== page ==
What Does Israel Fear from Palestine? by Raja Shehadeh review – in pursuit of peace

<span>Displaced Palestinian children carry water in a makeshift camp in Khan Yunis on the Gaza Strip, May 2024.</span><span>Photograph: Eyad Baba/AFP/Getty Images</span>
Displaced Palestinian children carry water in a makeshift camp in Khan Yunis on the Gaza Strip, May 2024.Photograph: Eyad Baba/AFP/Getty Images

Can books help at times like these? In the immediate aftermath of the Hamas attacks on 7 October, many of us reached for the works of Edward Said and David Grossman, Ghada Karmi and Amos Oz. This is how we have been taught to approach the unimaginable – by turning to great minds operating closer to the heart of the catastrophe. Eight months on and it’s hard not to feel that all the words written about this endless war mean nothing when weighed against the unspeakable horror, the cruelty, the intransigence of the politicians who claim to represent their people.

Raja Shehadeh, the 72-year-old lawyer, peace activist and author of 12 elegant and nuanced meditations of life in Palestine, has written his first book since the outbreak of the Israel-Hamas war and it feels like even he, whose writing is usually so generous, so optimistic, so even-handed, might be losing hope.

I discovered Shehadeh’s work when an Israeli friend pressed his 2017 book, Where the Line Is Drawn, on me, saying that it had shaped his thinking about the future of Palestinian/Israeli relations. It tells of his 40-year correspondence with an Israeli, Henry Abramovitch, and is characteristic of Shehadeh’s work: calm, poised, analytical (he is also a co-founder of the human rights organisation Al-Haq) and fuelled by the hope that books such as his may eventually change the narrative. It showed how the particularities of this specific friendship – not always smooth, occasionally confrontational, but always returning to a common sense of decency – might serve as a model for a rapprochement between the two populations and their political representatives.

Now he has published the provocatively titled What Does Israel Fear from Palestine?. This short, agonised book is split into two sections: the first, How Did We Get Here?, is an edited version of a talk he gave at a peace conference in Kyoto in 2016; the second, The Gaza War 2023-24, records in awful, anatomical detail the horrors of life in Gaza, the author’s tone cycling between anger and despair.

He lists the hospitals destroyed, the universities turned into rubble, the dreadful numbers of dead and wounded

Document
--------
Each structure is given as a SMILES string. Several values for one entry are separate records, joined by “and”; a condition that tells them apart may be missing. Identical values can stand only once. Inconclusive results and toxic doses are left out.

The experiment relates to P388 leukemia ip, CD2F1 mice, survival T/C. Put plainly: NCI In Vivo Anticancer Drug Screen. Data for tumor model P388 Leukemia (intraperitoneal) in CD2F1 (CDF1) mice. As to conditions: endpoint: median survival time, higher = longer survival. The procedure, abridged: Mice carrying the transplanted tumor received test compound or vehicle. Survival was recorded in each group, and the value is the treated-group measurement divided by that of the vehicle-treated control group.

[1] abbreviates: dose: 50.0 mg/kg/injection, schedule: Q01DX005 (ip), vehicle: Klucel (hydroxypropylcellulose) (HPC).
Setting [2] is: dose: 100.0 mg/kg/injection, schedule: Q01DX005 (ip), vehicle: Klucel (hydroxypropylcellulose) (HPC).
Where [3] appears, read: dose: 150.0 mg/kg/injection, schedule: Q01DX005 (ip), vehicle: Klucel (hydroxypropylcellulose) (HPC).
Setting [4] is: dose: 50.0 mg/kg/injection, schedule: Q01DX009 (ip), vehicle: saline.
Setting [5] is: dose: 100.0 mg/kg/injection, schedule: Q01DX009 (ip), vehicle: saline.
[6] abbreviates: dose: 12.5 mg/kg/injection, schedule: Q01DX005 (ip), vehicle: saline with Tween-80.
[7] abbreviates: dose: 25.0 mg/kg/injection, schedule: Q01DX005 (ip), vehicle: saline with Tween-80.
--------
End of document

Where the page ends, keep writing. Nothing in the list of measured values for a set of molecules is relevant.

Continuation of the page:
There’s a marked divide between the first and second parts. The first section is recognisably a work by Shehadeh. He begins by asking a question: why was it that, in the wake of the Oslo accords of 1993 and 1995, the world didn’t put its weight behind peace in the region the way it had sought to bring an end to apartheid in South Africa?

In his measured, lawyerly but always very readable way, he goes about identifying what he claims led many Israelis to forge a vision of themselves that enabled them to largely ignore the suffering of Palestinians. He goes back to 1948, the year that the state of Israel was established. For Palestinians, this is the Nakba, or “catastrophe”, when around 750,000 Palestinians were forced from their homes and whole swaths of Palestine, including Shehadeh’s ancestral hometown of Jaffa, were taken by Israel. Now, he writes, Israel has taken on the role of coloniser, and Gaza has become “an open-air prison where there is nowhere to run to or hide”.

The second part of the book feels like the work of a different author, one finally worn down by the brutality of the Israeli response over the past eight months. He meets an unnamed Israeli friend and asks him about “the inexcusable behaviour of his country’s citizen army”. He is met by an unbreachable wall of certainty. “Every time I mentioned an atrocity committed against Palestinian civilians by the Israeli army in Gaza, he brought up a criminal act committed by Hamas on 7 October. Then with a sad voice he assured me that the Israelis are suffering from trauma and are grieving… ”

There’s a bitterness in Shehadeh’s tone as he attempts to understand how Israel and its international supporters could continue to ignore the devastating scenes that are unfolding daily on the streets of Gaza. He lists the hospitals destroyed, the universities turned into rubble, the dreadful numbers of dead and wounded. Then, as the book comes to a close, as if summoning a last reserve of strength, he manages a message of hope. Perhaps, he writes, the utter nightmarishness of the past few months may achieve what decades of war and negotiation have failed to resolve: a lasting peace. “Amid the darkness in the course of this devastating war I have had one hopeful idea. What if this war should end, not by a ceasefire or a truce… but with a comprehensive resolution to the century-old conflict between the Palestinian and Israeli people?” The world, he believes, will understand through the horror of what they are witnessing in Gaza an inevitable truth: “that only if a Palestinian state is established will there ever be peace in the region”.

He ends with lines by the Palestinian poet Refaat Alareer, recently killed in an Israeli airstrike. It’s a message of resistance and belief: in the spirit of his people and the power of their voices.

What Does Israel Fear from Palestine? by Raja Shehadeh is published by Profile (£7.99). To support the Guardian and Observer order your copy at guardianbookshop.com. Delivery charges may apply